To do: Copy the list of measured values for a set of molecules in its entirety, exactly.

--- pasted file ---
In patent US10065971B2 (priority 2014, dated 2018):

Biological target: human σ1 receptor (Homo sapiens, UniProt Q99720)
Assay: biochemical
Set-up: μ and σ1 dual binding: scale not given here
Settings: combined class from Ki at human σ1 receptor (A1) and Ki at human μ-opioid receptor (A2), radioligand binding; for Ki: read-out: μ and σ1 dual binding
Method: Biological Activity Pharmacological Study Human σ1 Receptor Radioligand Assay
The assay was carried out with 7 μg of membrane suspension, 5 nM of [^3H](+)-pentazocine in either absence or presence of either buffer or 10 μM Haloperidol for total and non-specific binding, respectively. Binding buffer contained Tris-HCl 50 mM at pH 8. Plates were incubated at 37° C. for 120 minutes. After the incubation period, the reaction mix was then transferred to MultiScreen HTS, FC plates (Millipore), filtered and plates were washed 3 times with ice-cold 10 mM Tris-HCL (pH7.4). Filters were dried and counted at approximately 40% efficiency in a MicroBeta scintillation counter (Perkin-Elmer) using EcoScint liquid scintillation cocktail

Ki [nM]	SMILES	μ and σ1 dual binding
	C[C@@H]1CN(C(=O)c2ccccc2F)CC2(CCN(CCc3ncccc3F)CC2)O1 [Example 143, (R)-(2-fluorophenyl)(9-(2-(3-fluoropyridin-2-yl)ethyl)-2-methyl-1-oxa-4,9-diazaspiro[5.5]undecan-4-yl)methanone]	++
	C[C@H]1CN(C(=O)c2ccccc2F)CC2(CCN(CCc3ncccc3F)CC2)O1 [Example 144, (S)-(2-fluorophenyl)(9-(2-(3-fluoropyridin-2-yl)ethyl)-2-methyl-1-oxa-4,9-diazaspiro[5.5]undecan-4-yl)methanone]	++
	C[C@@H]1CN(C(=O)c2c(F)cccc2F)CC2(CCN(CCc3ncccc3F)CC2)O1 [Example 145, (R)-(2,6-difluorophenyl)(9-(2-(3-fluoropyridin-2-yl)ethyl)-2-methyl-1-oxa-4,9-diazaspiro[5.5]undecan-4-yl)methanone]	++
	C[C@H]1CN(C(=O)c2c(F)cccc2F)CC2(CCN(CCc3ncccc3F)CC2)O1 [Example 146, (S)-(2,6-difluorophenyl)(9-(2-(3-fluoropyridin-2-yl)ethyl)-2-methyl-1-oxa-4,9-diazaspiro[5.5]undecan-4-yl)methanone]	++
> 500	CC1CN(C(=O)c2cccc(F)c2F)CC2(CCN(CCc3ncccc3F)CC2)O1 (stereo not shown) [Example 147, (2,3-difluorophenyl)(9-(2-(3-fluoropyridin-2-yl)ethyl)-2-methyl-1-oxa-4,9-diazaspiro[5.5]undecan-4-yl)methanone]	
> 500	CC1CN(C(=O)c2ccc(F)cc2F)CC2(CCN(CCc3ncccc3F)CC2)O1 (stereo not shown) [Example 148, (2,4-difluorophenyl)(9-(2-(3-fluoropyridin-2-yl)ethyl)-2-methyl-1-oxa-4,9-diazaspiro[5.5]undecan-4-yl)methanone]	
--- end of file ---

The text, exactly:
In patent US10065971B2 (priority 2014, dated 2018):

Biological target: human σ1 receptor (Homo sapiens, UniProt Q99720)
Assay: biochemical
Set-up: μ and σ1 dual binding: scale not given here
Settings: combined class from Ki at human σ1 receptor (A1) and Ki at human μ-opioid receptor (A2), radioligand binding; for Ki: read-out: μ and σ1 dual binding
Method: Biological Activity Pharmacological Study Human σ1 Receptor Radioligand Assay
The assay was carried out with 7 μg of membrane suspension, 5 nM of [^3H](+)-pentazocine in either absence or presence of either buffer or 10 μM Haloperidol for total and non-specific binding, respectively. Binding buffer contained Tris-HCl 50 mM at pH 8. Plates were incubated at 37° C. for 120 minutes. After the incubation period, the reaction mix was then transferred to MultiScreen HTS, FC plates (Millipore), filtered and plates were washed 3 times with ice-cold 10 mM Tris-HCL (pH7.4). Filters were dried and counted at approximately 40% efficiency in a MicroBeta scintillation counter (Perkin-Elmer) using EcoScint liquid scintillation cocktail

Ki [nM]	SMILES	μ and σ1 dual binding
	C[C@@H]1CN(C(=O)c2ccccc2F)CC2(CCN(CCc3ncccc3F)CC2)O1 [Example 143, (R)-(2-fluorophenyl)(9-(2-(3-fluoropyridin-2-yl)ethyl)-2-methyl-1-oxa-4,9-diazaspiro[5.5]undecan-4-yl)methanone]	++
	C[C@H]1CN(C(=O)c2ccccc2F)CC2(CCN(CCc3ncccc3F)CC2)O1 [Example 144, (S)-(2-fluorophenyl)(9-(2-(3-fluoropyridin-2-yl)ethyl)-2-methyl-1-oxa-4,9-diazaspiro[5.5]undecan-4-yl)methanone]	++
	C[C@@H]1CN(C(=O)c2c(F)cccc2F)CC2(CCN(CCc3ncccc3F)CC2)O1 [Example 145, (R)-(2,6-difluorophenyl)(9-(2-(3-fluoropyridin-2-yl)ethyl)-2-methyl-1-oxa-4,9-diazaspiro[5.5]undecan-4-yl)methanone]	++
	C[C@H]1CN(C(=O)c2c(F)cccc2F)CC2(CCN(CCc3ncccc3F)CC2)O1 [Example 146, (S)-(2,6-difluorophenyl)(9-(2-(3-fluoropyridin-2-yl)ethyl)-2-methyl-1-oxa-4,9-diazaspiro[5.5]undecan-4-yl)methanone]	++
> 500	CC1CN(C(=O)c2cccc(F)c2F)CC2(CCN(CCc3ncccc3F)CC2)O1 (stereo not shown) [Example 147, (2,3-difluorophenyl)(9-(2-(3-fluoropyridin-2-yl)ethyl)-2-methyl-1-oxa-4,9-diazaspiro[5.5]undecan-4-yl)methanone]	
> 500	CC1CN(C(=O)c2ccc(F)cc2F)CC2(CCN(CCc3ncccc3F)CC2)O1 (stereo not shown) [Example 148, (2,4-difluorophenyl)(9-(2-(3-fluoropyridin-2-yl)ethyl)-2-methyl-1-oxa-4,9-diazaspiro[5.5]undecan-4-yl)methanone]	